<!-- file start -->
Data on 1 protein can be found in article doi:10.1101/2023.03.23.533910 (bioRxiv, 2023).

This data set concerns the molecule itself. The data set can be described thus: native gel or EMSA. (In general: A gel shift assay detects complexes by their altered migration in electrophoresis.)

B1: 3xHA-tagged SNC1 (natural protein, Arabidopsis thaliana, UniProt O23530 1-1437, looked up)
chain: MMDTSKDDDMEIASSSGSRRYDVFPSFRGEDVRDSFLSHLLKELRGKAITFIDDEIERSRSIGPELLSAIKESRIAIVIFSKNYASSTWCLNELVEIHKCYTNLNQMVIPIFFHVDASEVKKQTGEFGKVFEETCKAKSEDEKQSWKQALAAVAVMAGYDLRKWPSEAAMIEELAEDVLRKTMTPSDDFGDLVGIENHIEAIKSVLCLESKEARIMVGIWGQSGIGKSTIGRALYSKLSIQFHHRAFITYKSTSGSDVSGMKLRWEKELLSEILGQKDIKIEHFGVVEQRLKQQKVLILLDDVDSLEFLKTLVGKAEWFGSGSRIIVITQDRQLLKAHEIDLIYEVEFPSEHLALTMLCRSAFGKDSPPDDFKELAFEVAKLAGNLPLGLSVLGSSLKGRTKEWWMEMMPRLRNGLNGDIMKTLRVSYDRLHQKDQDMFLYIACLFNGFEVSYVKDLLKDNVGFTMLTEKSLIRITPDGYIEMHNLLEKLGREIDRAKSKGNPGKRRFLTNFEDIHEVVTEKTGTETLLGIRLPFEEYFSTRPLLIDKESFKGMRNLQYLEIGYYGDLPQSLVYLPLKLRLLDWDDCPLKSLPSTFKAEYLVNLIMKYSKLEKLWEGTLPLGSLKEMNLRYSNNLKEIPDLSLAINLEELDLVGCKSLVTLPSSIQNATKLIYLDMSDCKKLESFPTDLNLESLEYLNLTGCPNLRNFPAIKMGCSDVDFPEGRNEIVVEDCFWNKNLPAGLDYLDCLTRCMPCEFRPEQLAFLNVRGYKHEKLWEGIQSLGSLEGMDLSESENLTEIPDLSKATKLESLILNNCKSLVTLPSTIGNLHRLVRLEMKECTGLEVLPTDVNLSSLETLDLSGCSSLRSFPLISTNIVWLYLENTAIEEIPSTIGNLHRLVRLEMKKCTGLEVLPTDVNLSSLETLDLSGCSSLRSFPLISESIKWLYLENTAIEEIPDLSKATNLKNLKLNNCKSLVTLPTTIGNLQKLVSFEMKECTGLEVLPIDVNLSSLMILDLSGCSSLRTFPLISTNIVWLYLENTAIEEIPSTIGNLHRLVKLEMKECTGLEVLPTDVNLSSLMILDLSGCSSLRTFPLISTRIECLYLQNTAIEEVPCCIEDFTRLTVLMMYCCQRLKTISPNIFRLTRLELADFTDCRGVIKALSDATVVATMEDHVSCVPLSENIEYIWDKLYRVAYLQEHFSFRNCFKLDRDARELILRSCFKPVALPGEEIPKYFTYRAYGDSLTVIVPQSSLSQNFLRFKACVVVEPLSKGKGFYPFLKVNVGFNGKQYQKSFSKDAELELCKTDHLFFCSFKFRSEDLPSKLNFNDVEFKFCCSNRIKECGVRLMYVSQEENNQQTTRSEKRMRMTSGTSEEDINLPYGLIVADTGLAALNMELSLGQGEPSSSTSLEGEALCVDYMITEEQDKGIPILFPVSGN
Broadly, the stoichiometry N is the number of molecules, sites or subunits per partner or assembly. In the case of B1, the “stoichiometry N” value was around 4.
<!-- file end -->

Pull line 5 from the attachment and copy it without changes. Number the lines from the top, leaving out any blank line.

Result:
Broadly, the stoichiometry N is the number of molecules, sites or subunits per partner or assembly. In the case of B1, the “stoichiometry N” value was around 4.